Lighting As with any wedding, lighting is incredibly important. For tent weddings, stick to amber and "warm" lights to create a soft glow against the white tent backdrop. Avoid greens and blues which can come off looking harsh and cold. Candlelight always helps but be sure to check that your tent company is providing a flame retardant structure! Gobos with a floral design or monogram are also a great option to personalize the tent and add another dimension of style, similar to the tent below.
Size If you are working with a seasoned tent rental company, they should provide a floor plan as well as recommendations for the size of your tent to fit all of your reception elements comfortably. As a rule of thumb, if you're seating guests at 60" round tables, you need 100 square feet per 8 guests and 80 square feet per 8 guests for long tables. If you have a band, DJ, cake table, and other reception elements, these should also be factored into your total square footage.
Heating/Air Conditioning It is imperative that you plan for the temperature and time of year. If it's summer time, you should invest in temporary air conditioning units. If it's fall or winter, heating lamps do wonders for keeping guests toasty. You should also keep in mind that the temperature will shift from the ceremony to reception as the sun goes down. An array of inexpensive shawls is also a nice touch to provide for guests for the later hours of the evening. Without sounding painfully obvious, tent wedding are essentially held outdoors. If there is a threat of rain, strong winds, snow or a brutal summer sun, it is crucial to prepare to face the elements.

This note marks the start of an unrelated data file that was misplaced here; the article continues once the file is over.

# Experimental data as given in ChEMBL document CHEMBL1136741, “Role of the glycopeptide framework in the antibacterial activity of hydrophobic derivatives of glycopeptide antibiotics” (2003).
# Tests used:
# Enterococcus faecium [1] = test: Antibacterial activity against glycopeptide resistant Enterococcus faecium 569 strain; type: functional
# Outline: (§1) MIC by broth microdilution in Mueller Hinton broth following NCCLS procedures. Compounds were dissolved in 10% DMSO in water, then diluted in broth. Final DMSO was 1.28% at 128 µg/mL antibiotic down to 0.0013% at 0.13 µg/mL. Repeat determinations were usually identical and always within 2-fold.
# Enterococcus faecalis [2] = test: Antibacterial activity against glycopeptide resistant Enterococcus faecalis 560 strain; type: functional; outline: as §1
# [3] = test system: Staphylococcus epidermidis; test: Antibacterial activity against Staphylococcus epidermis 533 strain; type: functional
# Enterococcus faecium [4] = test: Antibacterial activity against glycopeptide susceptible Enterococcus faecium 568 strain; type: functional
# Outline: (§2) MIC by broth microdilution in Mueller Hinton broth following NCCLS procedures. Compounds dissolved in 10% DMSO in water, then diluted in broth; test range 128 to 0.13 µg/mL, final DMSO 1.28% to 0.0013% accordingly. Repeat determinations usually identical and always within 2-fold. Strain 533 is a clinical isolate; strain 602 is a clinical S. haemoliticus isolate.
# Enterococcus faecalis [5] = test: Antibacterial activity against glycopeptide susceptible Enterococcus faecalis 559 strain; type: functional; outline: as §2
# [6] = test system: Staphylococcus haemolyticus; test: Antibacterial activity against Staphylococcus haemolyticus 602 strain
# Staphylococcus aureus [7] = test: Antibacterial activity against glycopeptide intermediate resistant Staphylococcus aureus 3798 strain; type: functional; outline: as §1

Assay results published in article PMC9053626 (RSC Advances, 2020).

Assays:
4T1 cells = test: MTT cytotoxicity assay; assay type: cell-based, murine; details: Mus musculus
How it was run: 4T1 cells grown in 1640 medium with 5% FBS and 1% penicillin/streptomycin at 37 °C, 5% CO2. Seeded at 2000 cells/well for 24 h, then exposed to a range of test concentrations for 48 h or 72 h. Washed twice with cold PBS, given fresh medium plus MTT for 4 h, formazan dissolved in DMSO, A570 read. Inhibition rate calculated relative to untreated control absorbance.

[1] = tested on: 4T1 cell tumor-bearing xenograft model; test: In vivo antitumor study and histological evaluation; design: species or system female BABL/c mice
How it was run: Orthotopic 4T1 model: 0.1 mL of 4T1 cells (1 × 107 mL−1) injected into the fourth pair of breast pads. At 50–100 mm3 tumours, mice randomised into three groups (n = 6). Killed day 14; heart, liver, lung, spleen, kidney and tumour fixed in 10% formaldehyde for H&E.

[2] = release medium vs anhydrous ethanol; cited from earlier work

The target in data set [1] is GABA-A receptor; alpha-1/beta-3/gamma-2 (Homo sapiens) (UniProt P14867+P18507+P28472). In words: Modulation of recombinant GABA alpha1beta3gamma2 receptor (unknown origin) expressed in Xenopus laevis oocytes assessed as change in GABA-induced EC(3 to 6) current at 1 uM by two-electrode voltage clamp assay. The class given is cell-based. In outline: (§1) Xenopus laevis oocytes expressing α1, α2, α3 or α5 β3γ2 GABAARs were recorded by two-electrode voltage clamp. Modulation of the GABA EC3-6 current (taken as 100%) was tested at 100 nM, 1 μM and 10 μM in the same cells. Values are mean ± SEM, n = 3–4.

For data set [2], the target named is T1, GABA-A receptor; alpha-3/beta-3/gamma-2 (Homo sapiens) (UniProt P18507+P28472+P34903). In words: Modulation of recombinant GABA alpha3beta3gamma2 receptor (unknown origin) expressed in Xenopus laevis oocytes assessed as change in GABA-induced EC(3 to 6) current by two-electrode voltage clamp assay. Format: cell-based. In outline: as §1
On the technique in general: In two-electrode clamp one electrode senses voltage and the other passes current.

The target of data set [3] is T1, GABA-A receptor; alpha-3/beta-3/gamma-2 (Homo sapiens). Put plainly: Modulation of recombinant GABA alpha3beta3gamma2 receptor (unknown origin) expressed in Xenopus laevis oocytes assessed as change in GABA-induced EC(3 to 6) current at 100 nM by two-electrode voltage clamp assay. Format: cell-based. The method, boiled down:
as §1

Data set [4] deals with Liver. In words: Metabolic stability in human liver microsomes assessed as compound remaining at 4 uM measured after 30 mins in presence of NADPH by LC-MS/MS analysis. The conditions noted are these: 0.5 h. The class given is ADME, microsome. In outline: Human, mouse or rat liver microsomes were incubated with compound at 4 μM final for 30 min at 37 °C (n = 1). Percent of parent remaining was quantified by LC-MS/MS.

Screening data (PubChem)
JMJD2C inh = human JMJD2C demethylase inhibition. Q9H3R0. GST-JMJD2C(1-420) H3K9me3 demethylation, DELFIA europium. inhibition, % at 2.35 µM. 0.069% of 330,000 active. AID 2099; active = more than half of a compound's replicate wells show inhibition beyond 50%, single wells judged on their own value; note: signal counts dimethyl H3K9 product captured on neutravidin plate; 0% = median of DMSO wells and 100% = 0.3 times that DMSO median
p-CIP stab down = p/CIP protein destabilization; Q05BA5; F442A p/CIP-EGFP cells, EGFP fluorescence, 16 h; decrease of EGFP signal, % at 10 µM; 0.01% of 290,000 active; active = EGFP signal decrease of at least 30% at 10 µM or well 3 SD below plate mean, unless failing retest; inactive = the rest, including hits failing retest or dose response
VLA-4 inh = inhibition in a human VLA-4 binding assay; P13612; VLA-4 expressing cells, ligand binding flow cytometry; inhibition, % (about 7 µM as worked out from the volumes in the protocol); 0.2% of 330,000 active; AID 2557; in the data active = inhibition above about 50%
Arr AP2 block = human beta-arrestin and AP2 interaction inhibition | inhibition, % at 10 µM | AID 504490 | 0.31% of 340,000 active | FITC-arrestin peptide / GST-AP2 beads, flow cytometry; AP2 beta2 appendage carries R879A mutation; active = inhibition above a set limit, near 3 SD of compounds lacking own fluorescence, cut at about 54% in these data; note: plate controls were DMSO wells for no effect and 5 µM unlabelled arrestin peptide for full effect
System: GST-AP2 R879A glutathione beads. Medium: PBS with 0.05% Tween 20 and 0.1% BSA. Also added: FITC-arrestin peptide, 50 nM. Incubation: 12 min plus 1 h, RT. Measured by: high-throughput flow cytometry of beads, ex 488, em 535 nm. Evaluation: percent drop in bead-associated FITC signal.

Food & Beverage Oh, there's no kitchen in your tent? Right. The most effective way to accommodate a catering team is to construct a catering tent off to the side of your main reception. Catering takes a lot of prep space and the area will need a source of power for portable ovens and tools. Before hiring a caterer, you should disclose your plans for having a tented wedding and inquire about whether or not the company has experience with tent weddings and what they will need in terms of set up, prep and serving to adequately cater to your guests.
Restrooms If you are hosting a wedding at a private residence, I would strongly recommend bringing in portable bathrooms for guests to use. You don't want drunk guests traipsing through the home throughout the evening, wreaking havoc on your septic system. Contrary to popular belief, there are actually luxury port-a-potty rentals. Some of my favorites include Harthill Hospitality and Elite Restroom Rentals.
Types of Tents There are a few different types of tents. Frame tents are typically the smallest and are marked by four posts supporting the structure. The Century tent has poles supporting the overhead canvas and looks like it has peaks from an aerial view. The Structure Tent typically has Aluminum I-beams instead of poles with an open floor plan. Tents vary greatly in price based on style, size and quality so make sure to do extensive research before you book a tent.
Number of Guests It is extremely important to keep a close eye on your guest list as you receive RSVPs. Tented space has limited square footage and maximum opportunities for re-configuring the floor plan. There may not be a way to accommodate a few last minute guests if there is not enough square footage within a tent. After all, comfortable, well-fed guests will add to the positive ambiance of your wedding so make sure to plan ahead for your tent wedding!